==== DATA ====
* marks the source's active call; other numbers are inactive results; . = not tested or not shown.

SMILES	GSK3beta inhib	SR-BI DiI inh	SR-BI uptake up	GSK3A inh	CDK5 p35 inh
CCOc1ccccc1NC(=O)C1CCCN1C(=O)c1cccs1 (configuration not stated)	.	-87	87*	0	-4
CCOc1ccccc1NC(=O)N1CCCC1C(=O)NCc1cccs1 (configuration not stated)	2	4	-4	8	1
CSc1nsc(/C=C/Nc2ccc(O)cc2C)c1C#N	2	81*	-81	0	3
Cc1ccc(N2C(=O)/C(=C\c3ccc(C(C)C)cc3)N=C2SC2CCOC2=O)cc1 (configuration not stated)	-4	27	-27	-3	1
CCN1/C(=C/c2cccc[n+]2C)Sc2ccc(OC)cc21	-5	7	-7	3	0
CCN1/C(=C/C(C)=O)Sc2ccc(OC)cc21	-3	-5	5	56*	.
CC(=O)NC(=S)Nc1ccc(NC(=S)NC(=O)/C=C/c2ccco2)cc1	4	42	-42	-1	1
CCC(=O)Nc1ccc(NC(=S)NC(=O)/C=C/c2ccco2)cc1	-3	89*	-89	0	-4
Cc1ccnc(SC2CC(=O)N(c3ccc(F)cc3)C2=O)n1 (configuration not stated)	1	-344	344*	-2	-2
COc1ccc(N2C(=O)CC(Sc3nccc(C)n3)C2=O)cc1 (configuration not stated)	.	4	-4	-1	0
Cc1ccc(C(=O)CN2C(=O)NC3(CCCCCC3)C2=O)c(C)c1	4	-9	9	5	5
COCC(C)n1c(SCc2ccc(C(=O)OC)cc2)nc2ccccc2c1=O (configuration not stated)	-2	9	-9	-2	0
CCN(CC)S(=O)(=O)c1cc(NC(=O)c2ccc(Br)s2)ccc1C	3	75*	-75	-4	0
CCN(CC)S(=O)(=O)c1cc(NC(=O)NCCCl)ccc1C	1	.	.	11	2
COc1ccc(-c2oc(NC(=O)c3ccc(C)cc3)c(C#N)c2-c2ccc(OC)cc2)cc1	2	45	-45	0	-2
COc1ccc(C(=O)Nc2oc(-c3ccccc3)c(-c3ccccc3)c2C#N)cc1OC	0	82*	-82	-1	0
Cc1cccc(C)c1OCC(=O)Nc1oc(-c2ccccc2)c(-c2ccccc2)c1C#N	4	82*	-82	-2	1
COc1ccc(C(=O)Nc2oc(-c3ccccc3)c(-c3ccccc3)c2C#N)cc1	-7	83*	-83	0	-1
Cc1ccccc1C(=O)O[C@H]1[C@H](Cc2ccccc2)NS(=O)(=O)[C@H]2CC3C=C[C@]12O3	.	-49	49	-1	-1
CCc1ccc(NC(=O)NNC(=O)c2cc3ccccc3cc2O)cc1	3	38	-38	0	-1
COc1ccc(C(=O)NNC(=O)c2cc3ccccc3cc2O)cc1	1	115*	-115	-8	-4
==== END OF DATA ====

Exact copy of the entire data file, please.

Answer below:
* marks the source's active call; other numbers are inactive results; . = not tested or not shown.

SMILES	GSK3beta inhib	SR-BI DiI inh	SR-BI uptake up	GSK3A inh	CDK5 p35 inh
CCOc1ccccc1NC(=O)C1CCCN1C(=O)c1cccs1 (configuration not stated)	.	-87	87*	0	-4
CCOc1ccccc1NC(=O)N1CCCC1C(=O)NCc1cccs1 (configuration not stated)	2	4	-4	8	1
CSc1nsc(/C=C/Nc2ccc(O)cc2C)c1C#N	2	81*	-81	0	3
Cc1ccc(N2C(=O)/C(=C\c3ccc(C(C)C)cc3)N=C2SC2CCOC2=O)cc1 (configuration not stated)	-4	27	-27	-3	1
CCN1/C(=C/c2cccc[n+]2C)Sc2ccc(OC)cc21	-5	7	-7	3	0
CCN1/C(=C/C(C)=O)Sc2ccc(OC)cc21	-3	-5	5	56*	.
CC(=O)NC(=S)Nc1ccc(NC(=S)NC(=O)/C=C/c2ccco2)cc1	4	42	-42	-1	1
CCC(=O)Nc1ccc(NC(=S)NC(=O)/C=C/c2ccco2)cc1	-3	89*	-89	0	-4
Cc1ccnc(SC2CC(=O)N(c3ccc(F)cc3)C2=O)n1 (configuration not stated)	1	-344	344*	-2	-2
COc1ccc(N2C(=O)CC(Sc3nccc(C)n3)C2=O)cc1 (configuration not stated)	.	4	-4	-1	0
Cc1ccc(C(=O)CN2C(=O)NC3(CCCCCC3)C2=O)c(C)c1	4	-9	9	5	5
COCC(C)n1c(SCc2ccc(C(=O)OC)cc2)nc2ccccc2c1=O (configuration not stated)	-2	9	-9	-2	0
CCN(CC)S(=O)(=O)c1cc(NC(=O)c2ccc(Br)s2)ccc1C	3	75*	-75	-4	0
CCN(CC)S(=O)(=O)c1cc(NC(=O)NCCCl)ccc1C	1	.	.	11	2
COc1ccc(-c2oc(NC(=O)c3ccc(C)cc3)c(C#N)c2-c2ccc(OC)cc2)cc1	2	45	-45	0	-2
COc1ccc(C(=O)Nc2oc(-c3ccccc3)c(-c3ccccc3)c2C#N)cc1OC	0	82*	-82	-1	0
Cc1cccc(C)c1OCC(=O)Nc1oc(-c2ccccc2)c(-c2ccccc2)c1C#N	4	82*	-82	-2	1
COc1ccc(C(=O)Nc2oc(-c3ccccc3)c(-c3ccccc3)c2C#N)cc1	-7	83*	-83	0	-1
Cc1ccccc1C(=O)O[C@H]1[C@H](Cc2ccccc2)NS(=O)(=O)[C@H]2CC3C=C[C@]12O3	.	-49	49	-1	-1
CCc1ccc(NC(=O)NNC(=O)c2cc3ccccc3cc2O)cc1	3	38	-38	0	-1
COc1ccc(C(=O)NNC(=O)c2cc3ccccc3cc2O)cc1	1	115*	-115	-8	-4